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Businesses have the capacity to bring people together and promote social interaction within communities. They can also benefit from these communities. By undertaking community impact assessments and producing action plans jointly with local people, businesses can significantly improve their impact on the surrounding community, creating new spaces for social and participatory networks to grow. We call this impact the community footprint.

A wealth of social interaction takes place on business premises. In research conducted with our project partner, B&Q, we found that in one B&Q store alone, four in ten customers had had some interaction with other customers while they were there. However, its potential benefits to communities and businesses alike are largely untapped. Competing operational priorities and disjointed government policies make it harder for businesses to evaluate or promote a more community-driven way of working.

Measuring a company’s impact and developing a response plan through the community footprint model, jointly assessed by business and community, is a way forward. By expanding their social impact – creating a better, shared experience of the company and its services, building stronger community links and providing a space for local networks to thrive – businesses will benefit from improved reputation, trust and loyalty from customers and increased access to ideas for products and services the community needs and wants. Government encouragement and support could further incentivise participation.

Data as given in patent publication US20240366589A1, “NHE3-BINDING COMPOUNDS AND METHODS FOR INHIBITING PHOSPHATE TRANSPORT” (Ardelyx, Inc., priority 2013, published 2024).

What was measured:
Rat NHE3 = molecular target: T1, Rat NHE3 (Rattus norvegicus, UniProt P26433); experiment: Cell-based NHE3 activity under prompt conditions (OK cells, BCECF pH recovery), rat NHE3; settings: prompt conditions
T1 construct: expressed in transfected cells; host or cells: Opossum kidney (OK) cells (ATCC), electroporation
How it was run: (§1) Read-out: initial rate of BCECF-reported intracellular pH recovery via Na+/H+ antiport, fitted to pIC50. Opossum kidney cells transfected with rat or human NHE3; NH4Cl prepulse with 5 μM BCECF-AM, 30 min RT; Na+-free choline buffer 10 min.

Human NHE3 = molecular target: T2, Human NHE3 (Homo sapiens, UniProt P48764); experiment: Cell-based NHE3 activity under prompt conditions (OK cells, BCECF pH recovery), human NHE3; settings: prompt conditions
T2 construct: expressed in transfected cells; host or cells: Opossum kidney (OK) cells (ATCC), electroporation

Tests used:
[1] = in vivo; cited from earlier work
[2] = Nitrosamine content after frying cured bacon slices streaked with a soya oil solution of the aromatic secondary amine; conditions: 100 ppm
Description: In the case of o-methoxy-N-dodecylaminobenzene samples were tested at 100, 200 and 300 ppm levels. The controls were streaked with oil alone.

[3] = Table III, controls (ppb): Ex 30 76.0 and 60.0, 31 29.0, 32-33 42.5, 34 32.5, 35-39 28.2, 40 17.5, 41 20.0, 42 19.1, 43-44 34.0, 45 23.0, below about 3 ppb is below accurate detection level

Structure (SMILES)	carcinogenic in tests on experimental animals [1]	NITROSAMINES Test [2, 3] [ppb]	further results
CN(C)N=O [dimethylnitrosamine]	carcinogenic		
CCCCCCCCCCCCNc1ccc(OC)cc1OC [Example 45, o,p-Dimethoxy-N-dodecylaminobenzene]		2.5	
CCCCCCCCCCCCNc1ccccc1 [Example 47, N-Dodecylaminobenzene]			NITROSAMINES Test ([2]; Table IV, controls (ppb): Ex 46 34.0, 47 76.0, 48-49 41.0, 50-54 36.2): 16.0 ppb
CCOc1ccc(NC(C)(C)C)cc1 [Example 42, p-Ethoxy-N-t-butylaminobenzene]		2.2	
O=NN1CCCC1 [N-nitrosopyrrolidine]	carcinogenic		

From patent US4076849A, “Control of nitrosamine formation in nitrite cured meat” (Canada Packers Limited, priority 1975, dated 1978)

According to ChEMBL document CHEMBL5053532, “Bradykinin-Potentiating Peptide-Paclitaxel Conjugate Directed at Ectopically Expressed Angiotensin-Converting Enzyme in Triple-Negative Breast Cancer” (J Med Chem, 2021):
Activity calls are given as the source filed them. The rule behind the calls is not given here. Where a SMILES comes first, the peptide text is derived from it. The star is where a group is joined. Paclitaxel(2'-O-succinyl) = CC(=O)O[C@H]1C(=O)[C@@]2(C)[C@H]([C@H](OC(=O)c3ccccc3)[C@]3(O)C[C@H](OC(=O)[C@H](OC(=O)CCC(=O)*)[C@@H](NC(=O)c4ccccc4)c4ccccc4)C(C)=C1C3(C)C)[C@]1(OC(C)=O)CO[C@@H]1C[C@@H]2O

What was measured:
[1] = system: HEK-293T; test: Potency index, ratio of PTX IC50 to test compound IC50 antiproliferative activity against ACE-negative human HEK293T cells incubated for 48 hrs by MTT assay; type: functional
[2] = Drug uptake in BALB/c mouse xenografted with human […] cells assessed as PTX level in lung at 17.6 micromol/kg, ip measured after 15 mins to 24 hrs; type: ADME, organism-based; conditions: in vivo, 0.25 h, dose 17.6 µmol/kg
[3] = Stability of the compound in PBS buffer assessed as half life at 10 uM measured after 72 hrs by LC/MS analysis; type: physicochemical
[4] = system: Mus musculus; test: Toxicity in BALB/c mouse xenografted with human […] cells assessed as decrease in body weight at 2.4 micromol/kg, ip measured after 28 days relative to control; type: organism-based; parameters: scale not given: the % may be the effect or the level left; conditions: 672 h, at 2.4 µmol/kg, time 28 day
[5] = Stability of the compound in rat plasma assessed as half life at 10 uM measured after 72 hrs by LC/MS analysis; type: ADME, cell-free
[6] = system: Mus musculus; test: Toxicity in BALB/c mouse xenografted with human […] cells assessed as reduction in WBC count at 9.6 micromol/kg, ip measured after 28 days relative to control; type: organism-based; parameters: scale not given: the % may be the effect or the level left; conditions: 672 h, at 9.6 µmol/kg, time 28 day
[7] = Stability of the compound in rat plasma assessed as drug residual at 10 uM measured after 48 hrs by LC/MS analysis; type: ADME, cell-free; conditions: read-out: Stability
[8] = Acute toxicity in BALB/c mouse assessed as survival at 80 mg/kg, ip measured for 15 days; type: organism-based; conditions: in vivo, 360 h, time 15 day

This report examines the key themes businesses need to consider in order to understand their community footprint and how they can build on it to become a community hub and/or develop greater shared value with customers and the community.

Our research has led to the following recommendations:

  • The government could support and encourage businesses and communities to jointly assess the community footprint of major businesses and co-produce action plans to promote social and economic goals.

  • The government could also support the growth of stakeholder partnerships through small pots of funding.

  • Businesses could do more work to understand the level of social interaction they currently support and identify ways in which this can be built upon.


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